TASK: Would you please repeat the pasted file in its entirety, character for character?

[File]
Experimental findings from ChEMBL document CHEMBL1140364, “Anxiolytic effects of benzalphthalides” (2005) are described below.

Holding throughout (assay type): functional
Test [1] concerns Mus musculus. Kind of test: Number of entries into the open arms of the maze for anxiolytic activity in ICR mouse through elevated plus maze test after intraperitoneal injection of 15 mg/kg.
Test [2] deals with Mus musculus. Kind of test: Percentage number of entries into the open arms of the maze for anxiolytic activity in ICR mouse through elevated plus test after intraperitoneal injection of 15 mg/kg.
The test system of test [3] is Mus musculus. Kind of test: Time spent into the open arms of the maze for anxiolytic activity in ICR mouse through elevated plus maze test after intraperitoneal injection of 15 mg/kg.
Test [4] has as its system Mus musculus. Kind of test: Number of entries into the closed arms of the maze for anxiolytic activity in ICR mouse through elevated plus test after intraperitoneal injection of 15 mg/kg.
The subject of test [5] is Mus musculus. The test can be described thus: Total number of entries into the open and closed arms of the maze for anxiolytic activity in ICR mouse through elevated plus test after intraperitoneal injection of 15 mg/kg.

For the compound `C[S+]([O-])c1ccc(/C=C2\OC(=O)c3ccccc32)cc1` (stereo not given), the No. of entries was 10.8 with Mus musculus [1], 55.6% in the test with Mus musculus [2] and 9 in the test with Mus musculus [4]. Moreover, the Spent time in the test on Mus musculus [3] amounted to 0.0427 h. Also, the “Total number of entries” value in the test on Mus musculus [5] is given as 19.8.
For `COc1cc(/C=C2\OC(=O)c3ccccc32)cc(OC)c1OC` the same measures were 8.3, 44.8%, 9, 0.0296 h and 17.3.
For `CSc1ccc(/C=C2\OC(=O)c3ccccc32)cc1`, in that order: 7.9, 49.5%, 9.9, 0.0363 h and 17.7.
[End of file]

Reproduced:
Experimental findings from ChEMBL document CHEMBL1140364, “Anxiolytic effects of benzalphthalides” (2005) are described below.

Holding throughout (assay type): functional
Test [1] concerns Mus musculus. Kind of test: Number of entries into the open arms of the maze for anxiolytic activity in ICR mouse through elevated plus maze test after intraperitoneal injection of 15 mg/kg.
Test [2] deals with Mus musculus. Kind of test: Percentage number of entries into the open arms of the maze for anxiolytic activity in ICR mouse through elevated plus test after intraperitoneal injection of 15 mg/kg.
The test system of test [3] is Mus musculus. Kind of test: Time spent into the open arms of the maze for anxiolytic activity in ICR mouse through elevated plus maze test after intraperitoneal injection of 15 mg/kg.
Test [4] has as its system Mus musculus. Kind of test: Number of entries into the closed arms of the maze for anxiolytic activity in ICR mouse through elevated plus test after intraperitoneal injection of 15 mg/kg.
The subject of test [5] is Mus musculus. The test can be described thus: Total number of entries into the open and closed arms of the maze for anxiolytic activity in ICR mouse through elevated plus test after intraperitoneal injection of 15 mg/kg.

For the compound `C[S+]([O-])c1ccc(/C=C2\OC(=O)c3ccccc32)cc1` (stereo not given), the No. of entries was 10.8 with Mus musculus [1], 55.6% in the test with Mus musculus [2] and 9 in the test with Mus musculus [4]. Moreover, the Spent time in the test on Mus musculus [3] amounted to 0.0427 h. Also, the “Total number of entries” value in the test on Mus musculus [5] is given as 19.8.
For `COc1cc(/C=C2\OC(=O)c3ccccc32)cc(OC)c1OC` the same measures were 8.3, 44.8%, 9, 0.0296 h and 17.3.
For `CSc1ccc(/C=C2\OC(=O)c3ccccc32)cc1`, in that order: 7.9, 49.5%, 9.9, 0.0363 h and 17.7.